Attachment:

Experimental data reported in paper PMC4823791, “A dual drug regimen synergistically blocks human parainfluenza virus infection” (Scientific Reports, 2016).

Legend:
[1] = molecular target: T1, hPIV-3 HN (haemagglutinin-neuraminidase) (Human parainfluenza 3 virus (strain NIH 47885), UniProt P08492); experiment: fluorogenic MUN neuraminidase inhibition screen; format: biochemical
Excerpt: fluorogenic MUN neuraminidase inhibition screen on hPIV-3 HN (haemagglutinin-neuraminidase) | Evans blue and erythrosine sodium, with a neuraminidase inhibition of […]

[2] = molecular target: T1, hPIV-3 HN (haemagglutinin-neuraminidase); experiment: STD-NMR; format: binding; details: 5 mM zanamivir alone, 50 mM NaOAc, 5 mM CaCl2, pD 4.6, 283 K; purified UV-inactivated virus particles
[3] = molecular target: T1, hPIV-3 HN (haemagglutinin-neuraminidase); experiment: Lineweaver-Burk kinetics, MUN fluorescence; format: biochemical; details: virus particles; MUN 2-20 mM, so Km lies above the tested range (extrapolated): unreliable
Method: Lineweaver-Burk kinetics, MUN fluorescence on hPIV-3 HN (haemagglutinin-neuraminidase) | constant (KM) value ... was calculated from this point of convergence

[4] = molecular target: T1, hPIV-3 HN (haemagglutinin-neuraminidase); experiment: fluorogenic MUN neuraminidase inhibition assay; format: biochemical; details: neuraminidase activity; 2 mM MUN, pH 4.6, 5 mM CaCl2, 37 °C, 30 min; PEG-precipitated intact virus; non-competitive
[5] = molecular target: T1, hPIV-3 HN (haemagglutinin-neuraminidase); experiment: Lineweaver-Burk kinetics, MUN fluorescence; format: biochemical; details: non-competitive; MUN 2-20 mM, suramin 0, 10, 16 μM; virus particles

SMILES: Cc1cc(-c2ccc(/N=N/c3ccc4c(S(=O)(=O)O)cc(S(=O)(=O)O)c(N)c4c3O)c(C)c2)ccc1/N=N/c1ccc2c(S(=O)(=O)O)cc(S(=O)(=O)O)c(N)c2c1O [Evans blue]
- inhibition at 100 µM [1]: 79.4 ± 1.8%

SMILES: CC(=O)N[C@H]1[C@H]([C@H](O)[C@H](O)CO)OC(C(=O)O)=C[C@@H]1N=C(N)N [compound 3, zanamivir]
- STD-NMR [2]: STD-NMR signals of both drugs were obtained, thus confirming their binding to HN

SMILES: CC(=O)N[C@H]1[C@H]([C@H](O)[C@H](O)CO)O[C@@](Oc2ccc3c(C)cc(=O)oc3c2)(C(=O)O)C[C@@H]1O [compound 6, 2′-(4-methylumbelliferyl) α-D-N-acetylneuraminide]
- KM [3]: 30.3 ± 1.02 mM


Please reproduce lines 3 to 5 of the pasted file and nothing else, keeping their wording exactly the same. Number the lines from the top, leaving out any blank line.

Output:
[1] = molecular target: T1, hPIV-3 HN (haemagglutinin-neuraminidase) (Human parainfluenza 3 virus (strain NIH 47885), UniProt P08492); experiment: fluorogenic MUN neuraminidase inhibition screen; format: biochemical
Excerpt: fluorogenic MUN neuraminidase inhibition screen on hPIV-3 HN (haemagglutinin-neuraminidase) | Evans blue and erythrosine sodium, with a neuraminidase inhibition of […]

[2] = molecular target: T1, hPIV-3 HN (haemagglutinin-neuraminidase); experiment: STD-NMR; format: binding; details: 5 mM zanamivir alone, 50 mM NaOAc, 5 mM CaCl2, pD 4.6, 283 K; purified UV-inactivated virus particles